the jack is under load, the casters retract and the
jack is supported on chassis legs.
NAVAIR 00-80T-96 009 00
Page 3
009002
Figure 2. Axle Jack, A45-20R
11. TRIPOD JACKS.
12. Tripod (airframe) jacks are used primarily for
lifting the entire aircraft off the ground or deck.
You may hear them referred to as wing, tail, nose,
or fuselage jacks. Those names come from the
jack point positions where the jacks are used on
the aircraft, such as forward or aft fuselage, wing
root, wing glove, nose, or tail. The jacking points
vary for different type aircraft and can be found
in the MIM for your particular type aircraft.
13. There are two different types of tripod jacks,
fixed height and variable height. Both types are
mobile, self-contained, and hydraulically operated.
They consist of three principle assemblies:
S A hydraulic lift assembly, incorporating
one or more rams and an extension screw, all
encased within a cylinder mounted between a jack
head and jack base.
S A tubular steel wheeled tripod leg struc-
ture.
S A hydraulic pump unit mounted either on
the jack base or on a leg of the tripod.
14. The main difference between the two types
is that the tripod structure on a variable height jack
can be adjusted to different heights by adding
extension legs.
15. DESIGNATIONS. All model designations for
tripod jacks begin with the letter T for tripod, such
as T10-2FH or T20-1VH5. The number following the
T indicates the jack capacity in tons, such as 20
for a 20 ton jack. Following the dash (-) is the specific
jack identification number. Then come two letters
indicating the configuration or type of tripod jack -FH
= Fixed Height, VH = Variable Height. The number
following the VH for variable height jacks indicates
the number of leg extension kits available for that
jack.
16. SAFETY FEATURES. Several safety features
have been incorporated into the design of airframe
jacks. A lock nut (also called a ring or collar) is
provided on the rams to mechanically lock the rams
in position and prevent the rams from settling in the
event of hydraulic failure or inadvertent lowering. A
safety bypass valve is incorporated in the system
to bypass fluid from the pump or ram when excessive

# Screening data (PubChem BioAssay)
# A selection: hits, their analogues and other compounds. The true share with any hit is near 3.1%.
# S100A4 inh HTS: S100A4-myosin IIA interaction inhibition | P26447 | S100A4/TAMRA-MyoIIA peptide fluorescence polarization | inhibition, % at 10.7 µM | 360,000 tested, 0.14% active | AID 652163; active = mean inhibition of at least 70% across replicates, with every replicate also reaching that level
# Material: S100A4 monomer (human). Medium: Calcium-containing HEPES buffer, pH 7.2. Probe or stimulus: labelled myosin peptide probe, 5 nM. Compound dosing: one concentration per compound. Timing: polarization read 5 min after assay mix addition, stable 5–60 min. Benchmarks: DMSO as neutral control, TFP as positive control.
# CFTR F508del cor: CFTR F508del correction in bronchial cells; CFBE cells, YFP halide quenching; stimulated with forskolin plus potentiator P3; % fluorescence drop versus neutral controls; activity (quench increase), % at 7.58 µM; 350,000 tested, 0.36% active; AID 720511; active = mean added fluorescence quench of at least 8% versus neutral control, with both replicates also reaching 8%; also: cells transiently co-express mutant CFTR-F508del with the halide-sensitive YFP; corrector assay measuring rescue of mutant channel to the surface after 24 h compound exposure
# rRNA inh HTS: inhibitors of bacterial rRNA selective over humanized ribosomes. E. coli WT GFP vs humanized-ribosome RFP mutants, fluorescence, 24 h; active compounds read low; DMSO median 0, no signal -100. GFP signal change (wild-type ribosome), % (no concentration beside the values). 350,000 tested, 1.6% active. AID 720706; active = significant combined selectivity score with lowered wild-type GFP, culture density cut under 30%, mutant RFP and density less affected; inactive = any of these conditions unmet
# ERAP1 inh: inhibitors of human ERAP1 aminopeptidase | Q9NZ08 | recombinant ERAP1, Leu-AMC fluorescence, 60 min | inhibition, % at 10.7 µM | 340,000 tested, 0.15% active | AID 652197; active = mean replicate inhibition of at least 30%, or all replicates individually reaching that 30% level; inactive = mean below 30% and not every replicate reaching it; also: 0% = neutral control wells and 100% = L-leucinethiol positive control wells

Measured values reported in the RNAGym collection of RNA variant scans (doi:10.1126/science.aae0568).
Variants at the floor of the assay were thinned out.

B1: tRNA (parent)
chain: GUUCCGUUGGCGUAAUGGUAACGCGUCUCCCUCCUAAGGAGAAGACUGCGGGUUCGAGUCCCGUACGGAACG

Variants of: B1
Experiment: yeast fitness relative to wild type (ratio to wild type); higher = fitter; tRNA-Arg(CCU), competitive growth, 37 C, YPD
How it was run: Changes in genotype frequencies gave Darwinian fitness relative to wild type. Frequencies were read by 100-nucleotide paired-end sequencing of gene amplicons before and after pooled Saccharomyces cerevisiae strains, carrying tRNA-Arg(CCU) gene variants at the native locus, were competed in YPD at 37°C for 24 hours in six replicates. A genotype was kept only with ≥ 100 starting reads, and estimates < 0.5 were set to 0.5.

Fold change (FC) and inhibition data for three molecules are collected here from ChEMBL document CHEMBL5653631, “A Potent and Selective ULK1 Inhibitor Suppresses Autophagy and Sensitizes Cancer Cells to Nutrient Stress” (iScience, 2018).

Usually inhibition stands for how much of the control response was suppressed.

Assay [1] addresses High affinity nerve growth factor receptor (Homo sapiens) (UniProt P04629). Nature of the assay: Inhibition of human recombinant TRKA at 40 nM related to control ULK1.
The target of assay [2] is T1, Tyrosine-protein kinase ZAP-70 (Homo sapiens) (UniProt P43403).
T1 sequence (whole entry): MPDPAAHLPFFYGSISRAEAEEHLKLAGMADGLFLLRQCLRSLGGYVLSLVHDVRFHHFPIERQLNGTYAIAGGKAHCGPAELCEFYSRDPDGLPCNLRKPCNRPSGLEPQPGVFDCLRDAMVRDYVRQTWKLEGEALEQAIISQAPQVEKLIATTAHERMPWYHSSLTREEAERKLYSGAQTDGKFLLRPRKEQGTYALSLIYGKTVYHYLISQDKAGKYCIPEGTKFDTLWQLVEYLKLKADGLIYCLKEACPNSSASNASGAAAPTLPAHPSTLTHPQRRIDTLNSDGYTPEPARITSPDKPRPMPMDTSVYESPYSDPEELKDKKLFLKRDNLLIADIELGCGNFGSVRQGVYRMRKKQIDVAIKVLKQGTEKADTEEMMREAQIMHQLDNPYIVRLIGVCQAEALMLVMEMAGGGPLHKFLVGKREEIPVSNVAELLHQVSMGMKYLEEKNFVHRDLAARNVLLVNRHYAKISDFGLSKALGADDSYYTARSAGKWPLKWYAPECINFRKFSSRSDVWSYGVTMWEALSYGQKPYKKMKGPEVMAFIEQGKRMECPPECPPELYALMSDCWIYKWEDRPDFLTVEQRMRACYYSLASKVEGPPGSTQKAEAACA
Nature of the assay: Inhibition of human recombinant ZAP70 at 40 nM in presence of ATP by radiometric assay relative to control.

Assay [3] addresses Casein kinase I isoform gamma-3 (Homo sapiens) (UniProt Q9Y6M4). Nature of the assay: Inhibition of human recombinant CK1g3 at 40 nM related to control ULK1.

pressure is built up by overloading the jack.
17. A rise indicator attached to the lift assembly
of most, but not all, jacks indicates the distance
the load has been lifted. This is helpful in keeping
the aircraft balanced when three or more jacks are
used at once.
18. The maximum screw extension distance shall
be stenciled in some easy to see place on all jacks.
The date tested and next inspection date shall also
be stenciled on all jacks near the pump.
19. FIXED HEIGHT JACK. Figure 3 shows the
T3-1FH tripod jack. This 3 ton (6,000 pounds)
capacity jack is typical of the several different models
of fixed height tripod jacks in current use. The T3-1FH
jack is a portable unit with a single speed manually
operated pump. It is 2 feet high, fully collapsed.
Extension range of the jack fully extended is 39
inches. It weighs 120 pounds with fluid.
NAVAIR 00-80T-96 009 00
Page 4
20. Other models of the fixed height tripod jack
var y i n si ze f r om 14 t o 62 i nches hi gh, f ul l y
collapsed. Weights vary from 110 to 900 pounds.
Lift heights vary up to 130 inches and lift capacities
are 3, 12, 17, 20, 25, and 50 tons.
21. The tripod legs are equipped with swivel
castered wheel assemblies to provide a means for
moving and positioning the jack. A spring loaded
yoke and spindle keeps the base of the jack foot
assembly about 2 inches from the ground, until
a load is applied to the jack.
009003
Figure 3. Fixed Height Jack, T3-1FH
22. VARIABLE HEIGHT JACK. Figure 4 shows the
T30-1VH5 tripod jack. This 30 ton jack is typical of
the several different models of variable height jacks
in current use. From the designation number, you
can see this jack has five leg extension kits. Each
extension set will increase the effective height of this
jack from a lift of 4 feet 7 inches to a maximum
of 16 feet 8 inches. Weight of the jack is 1,090 pounds
with extensions.
23. Other models of variable height jacks vary
in size, weight, and dimension. Lift heights depend
on the extension kit used. Lift capacities are 5,
10, 12, 20, and 30 tons.
24. All of the variable height jacks are equipped
with a rise or height indicator attached to the top
of the ram. The indicator shows the distance the
load has been raised on a scale, in inches, along
the jack cylinder. Since the rise indicators are easily
bent or damaged, you may find that they have been
removed from many jacks.
009004
Figure 4. Variable Height Jack, T30-1VH5
25. AUTOMOTIVE JACKS.
26. Automoti ve j acks are used for l i fti ng SE
vehicles to perform maintenance. There are several
different types of automotive jacks and several
different lifting capacities in tons. There are hydrau-
lic, pneumatic, mechanical, or a combination of both
hydraulic and pneumatic. Two types of automotive
jacks most common are:
S Dolly Jack
S Scissors Jack
NAVAIR 00-80T-96 009 00
Page 5
27. DOLLY JACKS. Figure 5 shows a 4 ton (8,000
pound) capacity, dolly jack and is typical of the several
different models of automotive jacks. The jack is
capable of lifting a 4-ton load to a height of 25 inches.
Models of the dolly jack are distinguishable by their
long, low chassis and long handle. They vary in size
and weights. Lift capacities range from 3 to 10 tons.